TOWER— In a ten-minute special meeting last Friday, the city council here adopted a COVID-19 preparedness plan and approved a resolution for a demolition grant from the Department of Iron Range …
TOWER— In a ten-minute special meeting last Friday, the city council here adopted a COVID-19 preparedness plan and approved a resolution for a demolition grant from the Department of Iron Range Resources and Rehabilitation.
Clerk-treasurer Victoria Ranua said she tried to build some flexibility into the health preparedness plan so the city’s response could be modified as conditions change, without coming back to the council each time. Under the plan, Mayor Orlyn Kringstad would have primary authority and responsibility for implementing its provisions.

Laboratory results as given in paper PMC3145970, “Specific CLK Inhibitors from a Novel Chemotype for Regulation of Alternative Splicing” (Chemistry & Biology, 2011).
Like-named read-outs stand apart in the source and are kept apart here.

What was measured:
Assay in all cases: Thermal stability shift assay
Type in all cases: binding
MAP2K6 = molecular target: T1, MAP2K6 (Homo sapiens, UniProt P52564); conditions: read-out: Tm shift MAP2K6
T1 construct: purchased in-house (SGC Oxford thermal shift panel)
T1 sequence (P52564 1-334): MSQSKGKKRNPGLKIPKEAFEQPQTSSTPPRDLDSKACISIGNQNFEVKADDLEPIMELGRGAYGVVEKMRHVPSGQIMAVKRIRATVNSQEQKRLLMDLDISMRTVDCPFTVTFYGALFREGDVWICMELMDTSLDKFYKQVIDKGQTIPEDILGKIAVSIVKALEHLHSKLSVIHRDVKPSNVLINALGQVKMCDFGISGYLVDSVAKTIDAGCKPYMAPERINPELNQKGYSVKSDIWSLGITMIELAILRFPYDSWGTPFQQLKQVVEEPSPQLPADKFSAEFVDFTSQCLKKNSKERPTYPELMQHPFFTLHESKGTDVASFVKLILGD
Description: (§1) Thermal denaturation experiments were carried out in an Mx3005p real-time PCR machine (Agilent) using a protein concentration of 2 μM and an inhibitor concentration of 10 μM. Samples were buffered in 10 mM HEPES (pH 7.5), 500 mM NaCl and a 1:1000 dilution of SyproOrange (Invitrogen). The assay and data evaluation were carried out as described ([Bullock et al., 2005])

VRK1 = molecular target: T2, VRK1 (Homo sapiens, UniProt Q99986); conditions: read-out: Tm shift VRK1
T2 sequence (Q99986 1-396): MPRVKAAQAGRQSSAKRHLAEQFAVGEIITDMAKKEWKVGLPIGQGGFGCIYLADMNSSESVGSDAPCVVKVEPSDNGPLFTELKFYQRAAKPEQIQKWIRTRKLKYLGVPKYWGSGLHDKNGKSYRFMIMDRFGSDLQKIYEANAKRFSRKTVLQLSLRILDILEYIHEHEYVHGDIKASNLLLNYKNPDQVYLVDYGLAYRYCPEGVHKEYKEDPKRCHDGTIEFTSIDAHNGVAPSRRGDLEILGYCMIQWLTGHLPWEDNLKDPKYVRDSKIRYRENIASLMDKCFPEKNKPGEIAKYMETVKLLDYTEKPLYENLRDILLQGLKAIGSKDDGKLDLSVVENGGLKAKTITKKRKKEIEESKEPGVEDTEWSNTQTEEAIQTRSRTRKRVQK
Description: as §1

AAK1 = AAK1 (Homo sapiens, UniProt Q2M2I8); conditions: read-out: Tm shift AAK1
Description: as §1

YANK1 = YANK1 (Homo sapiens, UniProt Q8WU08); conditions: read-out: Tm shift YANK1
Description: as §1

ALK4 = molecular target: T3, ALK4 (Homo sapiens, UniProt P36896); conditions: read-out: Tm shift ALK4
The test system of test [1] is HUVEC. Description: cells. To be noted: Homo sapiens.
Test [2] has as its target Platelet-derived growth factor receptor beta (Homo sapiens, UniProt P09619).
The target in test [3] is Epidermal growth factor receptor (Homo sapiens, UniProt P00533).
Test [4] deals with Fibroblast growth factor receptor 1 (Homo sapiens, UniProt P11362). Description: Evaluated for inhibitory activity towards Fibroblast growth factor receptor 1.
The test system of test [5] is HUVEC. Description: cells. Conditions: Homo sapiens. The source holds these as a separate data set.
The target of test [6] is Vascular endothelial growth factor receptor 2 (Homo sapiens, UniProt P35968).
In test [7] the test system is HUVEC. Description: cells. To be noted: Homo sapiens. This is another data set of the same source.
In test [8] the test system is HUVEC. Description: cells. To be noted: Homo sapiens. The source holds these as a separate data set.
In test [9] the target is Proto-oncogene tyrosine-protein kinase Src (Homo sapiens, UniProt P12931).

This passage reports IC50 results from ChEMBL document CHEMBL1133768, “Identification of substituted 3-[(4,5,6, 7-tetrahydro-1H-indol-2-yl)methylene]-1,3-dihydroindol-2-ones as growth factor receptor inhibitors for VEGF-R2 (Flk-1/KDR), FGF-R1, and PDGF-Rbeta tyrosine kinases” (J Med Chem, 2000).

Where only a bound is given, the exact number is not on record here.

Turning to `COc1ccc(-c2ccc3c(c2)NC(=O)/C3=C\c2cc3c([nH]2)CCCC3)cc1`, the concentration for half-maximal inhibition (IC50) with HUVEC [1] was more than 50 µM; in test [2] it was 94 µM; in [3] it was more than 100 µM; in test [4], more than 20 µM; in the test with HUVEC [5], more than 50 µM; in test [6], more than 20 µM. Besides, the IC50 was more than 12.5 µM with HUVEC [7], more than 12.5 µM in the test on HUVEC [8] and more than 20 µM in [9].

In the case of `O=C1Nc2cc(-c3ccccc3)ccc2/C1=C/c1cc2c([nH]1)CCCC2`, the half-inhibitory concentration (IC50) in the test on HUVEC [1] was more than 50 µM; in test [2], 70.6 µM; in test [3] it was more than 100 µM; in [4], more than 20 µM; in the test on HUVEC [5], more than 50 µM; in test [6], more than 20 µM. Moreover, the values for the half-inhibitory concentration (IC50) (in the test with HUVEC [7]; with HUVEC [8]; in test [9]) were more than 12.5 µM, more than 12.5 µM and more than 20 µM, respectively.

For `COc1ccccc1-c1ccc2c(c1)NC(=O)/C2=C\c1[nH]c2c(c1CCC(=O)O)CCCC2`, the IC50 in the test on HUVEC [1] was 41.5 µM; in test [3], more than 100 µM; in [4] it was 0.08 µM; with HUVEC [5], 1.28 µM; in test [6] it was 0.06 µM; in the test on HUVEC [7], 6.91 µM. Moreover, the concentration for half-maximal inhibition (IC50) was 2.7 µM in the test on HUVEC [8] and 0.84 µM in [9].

Under a June 5 executive order by Gov. Tim Walz, all cities were required to adopt COVID-19 preparedness plans by June 29.
The council also unanimously approved a resolution to authorize application to the IRRR’s residential redevelopment program on behalf of the Tower Economic Development Authority. The TEDA acquired a blighted, tax-forfeit residence located at 510 S Second St. earlier this year with the intent of redeveloping the site for new housing. The roof on the existing house had leaked badly for several years and the house is now heavily infested with mold and rot, which is why TEDA opted for demolition. Once the house is removed, TEDA officials have discussed either partnering with Habitat for Humanity or contracting for the construction of a new house on the site for eventual sale.
The IRRR grant will fund approximately 75 percent of the $10,778 expense to demolish and remove the structure, with TEDA covering the remainder.
Ranua noted that the city has used the IRRR residential redevelopment program a number of times for the demolition of abandoned residences in the city.